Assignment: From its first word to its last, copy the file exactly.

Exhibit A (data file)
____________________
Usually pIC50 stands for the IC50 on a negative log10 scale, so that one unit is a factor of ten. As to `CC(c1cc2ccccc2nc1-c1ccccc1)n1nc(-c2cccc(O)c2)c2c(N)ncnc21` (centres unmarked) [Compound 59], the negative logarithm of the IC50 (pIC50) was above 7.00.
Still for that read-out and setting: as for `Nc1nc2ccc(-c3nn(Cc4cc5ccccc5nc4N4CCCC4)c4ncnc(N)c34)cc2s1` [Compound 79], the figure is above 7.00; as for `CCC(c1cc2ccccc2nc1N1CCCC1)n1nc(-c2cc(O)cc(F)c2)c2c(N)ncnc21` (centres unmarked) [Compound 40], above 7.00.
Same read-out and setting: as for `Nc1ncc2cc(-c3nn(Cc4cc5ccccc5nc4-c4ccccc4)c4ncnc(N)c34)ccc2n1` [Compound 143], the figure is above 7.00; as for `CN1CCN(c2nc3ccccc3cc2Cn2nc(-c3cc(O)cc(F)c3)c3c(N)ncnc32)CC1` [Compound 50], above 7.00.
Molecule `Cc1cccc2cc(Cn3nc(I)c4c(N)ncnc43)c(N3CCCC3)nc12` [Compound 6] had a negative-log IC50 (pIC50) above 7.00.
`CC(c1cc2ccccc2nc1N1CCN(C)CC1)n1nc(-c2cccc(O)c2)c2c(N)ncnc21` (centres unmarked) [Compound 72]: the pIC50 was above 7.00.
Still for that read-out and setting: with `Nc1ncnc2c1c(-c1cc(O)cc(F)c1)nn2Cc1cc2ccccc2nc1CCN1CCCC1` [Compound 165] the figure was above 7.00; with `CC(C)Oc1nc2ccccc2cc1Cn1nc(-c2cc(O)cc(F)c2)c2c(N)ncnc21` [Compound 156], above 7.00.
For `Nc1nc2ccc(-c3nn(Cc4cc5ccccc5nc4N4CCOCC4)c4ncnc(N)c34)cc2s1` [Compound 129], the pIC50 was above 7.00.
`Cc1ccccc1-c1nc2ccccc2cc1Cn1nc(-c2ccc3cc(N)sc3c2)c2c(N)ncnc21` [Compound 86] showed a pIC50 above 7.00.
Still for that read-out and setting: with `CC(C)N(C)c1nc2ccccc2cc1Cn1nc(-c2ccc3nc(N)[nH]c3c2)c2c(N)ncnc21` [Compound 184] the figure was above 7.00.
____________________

Usually pIC50 stands for the IC50 on a negative log10 scale, so that one unit is a factor of ten. As to `CC(c1cc2ccccc2nc1-c1ccccc1)n1nc(-c2cccc(O)c2)c2c(N)ncnc21` (centres unmarked) [Compound 59], the negative logarithm of the IC50 (pIC50) was above 7.00.
Still for that read-out and setting: as for `Nc1nc2ccc(-c3nn(Cc4cc5ccccc5nc4N4CCCC4)c4ncnc(N)c34)cc2s1` [Compound 79], the figure is above 7.00; as for `CCC(c1cc2ccccc2nc1N1CCCC1)n1nc(-c2cc(O)cc(F)c2)c2c(N)ncnc21` (centres unmarked) [Compound 40], above 7.00.
Same read-out and setting: as for `Nc1ncc2cc(-c3nn(Cc4cc5ccccc5nc4-c4ccccc4)c4ncnc(N)c34)ccc2n1` [Compound 143], the figure is above 7.00; as for `CN1CCN(c2nc3ccccc3cc2Cn2nc(-c3cc(O)cc(F)c3)c3c(N)ncnc32)CC1` [Compound 50], above 7.00.
Molecule `Cc1cccc2cc(Cn3nc(I)c4c(N)ncnc43)c(N3CCCC3)nc12` [Compound 6] had a negative-log IC50 (pIC50) above 7.00.
`CC(c1cc2ccccc2nc1N1CCN(C)CC1)n1nc(-c2cccc(O)c2)c2c(N)ncnc21` (centres unmarked) [Compound 72]: the pIC50 was above 7.00.
Still for that read-out and setting: with `Nc1ncnc2c1c(-c1cc(O)cc(F)c1)nn2Cc1cc2ccccc2nc1CCN1CCCC1` [Compound 165] the figure was above 7.00; with `CC(C)Oc1nc2ccccc2cc1Cn1nc(-c2cc(O)cc(F)c2)c2c(N)ncnc21` [Compound 156], above 7.00.
For `Nc1nc2ccc(-c3nn(Cc4cc5ccccc5nc4N4CCOCC4)c4ncnc(N)c34)cc2s1` [Compound 129], the pIC50 was above 7.00.
`Cc1ccccc1-c1nc2ccccc2cc1Cn1nc(-c2ccc3cc(N)sc3c2)c2c(N)ncnc21` [Compound 86] showed a pIC50 above 7.00.
Still for that read-out and setting: with `CC(C)N(C)c1nc2ccccc2cc1Cn1nc(-c2ccc3nc(N)[nH]c3c2)c2c(N)ncnc21` [Compound 184] the figure was above 7.00.